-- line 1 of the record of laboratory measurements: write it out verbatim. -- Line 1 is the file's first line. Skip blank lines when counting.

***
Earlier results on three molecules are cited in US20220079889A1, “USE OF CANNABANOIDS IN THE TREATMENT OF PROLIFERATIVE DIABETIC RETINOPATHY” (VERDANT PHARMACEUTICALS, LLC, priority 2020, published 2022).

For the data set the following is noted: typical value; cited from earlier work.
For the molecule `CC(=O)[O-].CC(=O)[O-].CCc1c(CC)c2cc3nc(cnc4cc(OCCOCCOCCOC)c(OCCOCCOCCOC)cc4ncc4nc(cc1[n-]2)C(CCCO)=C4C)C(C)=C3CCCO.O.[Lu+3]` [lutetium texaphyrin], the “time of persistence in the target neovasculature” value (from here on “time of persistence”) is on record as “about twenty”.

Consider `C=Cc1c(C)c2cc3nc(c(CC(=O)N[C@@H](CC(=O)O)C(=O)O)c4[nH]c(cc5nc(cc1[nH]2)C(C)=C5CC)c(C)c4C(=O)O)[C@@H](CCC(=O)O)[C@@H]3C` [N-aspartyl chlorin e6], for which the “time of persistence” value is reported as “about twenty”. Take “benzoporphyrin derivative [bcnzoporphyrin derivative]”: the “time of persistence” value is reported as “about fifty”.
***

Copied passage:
Earlier results on three molecules are cited in US20220079889A1, “USE OF CANNABANOIDS IN THE TREATMENT OF PROLIFERATIVE DIABETIC RETINOPATHY” (VERDANT PHARMACEUTICALS, LLC, priority 2020, published 2022).